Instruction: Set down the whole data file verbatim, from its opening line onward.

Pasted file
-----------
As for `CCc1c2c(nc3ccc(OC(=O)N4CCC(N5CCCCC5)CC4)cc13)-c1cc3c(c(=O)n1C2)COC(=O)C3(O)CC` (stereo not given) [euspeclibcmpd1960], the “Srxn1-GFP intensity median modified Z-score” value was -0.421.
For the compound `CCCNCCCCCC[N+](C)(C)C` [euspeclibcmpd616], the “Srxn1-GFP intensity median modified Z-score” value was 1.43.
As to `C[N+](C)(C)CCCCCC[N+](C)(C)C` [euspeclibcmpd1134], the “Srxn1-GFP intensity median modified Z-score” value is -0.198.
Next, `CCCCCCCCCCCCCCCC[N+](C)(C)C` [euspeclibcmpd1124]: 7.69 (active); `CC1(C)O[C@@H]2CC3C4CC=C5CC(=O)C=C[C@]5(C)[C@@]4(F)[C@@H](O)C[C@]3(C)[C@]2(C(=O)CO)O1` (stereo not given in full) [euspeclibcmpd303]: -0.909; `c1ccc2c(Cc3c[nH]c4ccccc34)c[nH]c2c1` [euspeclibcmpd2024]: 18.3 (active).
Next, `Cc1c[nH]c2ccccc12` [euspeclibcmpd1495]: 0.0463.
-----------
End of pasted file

As for `CCc1c2c(nc3ccc(OC(=O)N4CCC(N5CCCCC5)CC4)cc13)-c1cc3c(c(=O)n1C2)COC(=O)C3(O)CC` (stereo not given) [euspeclibcmpd1960], the “Srxn1-GFP intensity median modified Z-score” value was -0.421.
For the compound `CCCNCCCCCC[N+](C)(C)C` [euspeclibcmpd616], the “Srxn1-GFP intensity median modified Z-score” value was 1.43.
As to `C[N+](C)(C)CCCCCC[N+](C)(C)C` [euspeclibcmpd1134], the “Srxn1-GFP intensity median modified Z-score” value is -0.198.
Next, `CCCCCCCCCCCCCCCC[N+](C)(C)C` [euspeclibcmpd1124]: 7.69 (active); `CC1(C)O[C@@H]2CC3C4CC=C5CC(=O)C=C[C@]5(C)[C@@]4(F)[C@@H](O)C[C@]3(C)[C@]2(C(=O)CO)O1` (stereo not given in full) [euspeclibcmpd303]: -0.909; `c1ccc2c(Cc3c[nH]c4ccccc34)c[nH]c2c1` [euspeclibcmpd2024]: 18.3 (active).
Next, `Cc1c[nH]c2ccccc12` [euspeclibcmpd1495]: 0.0463.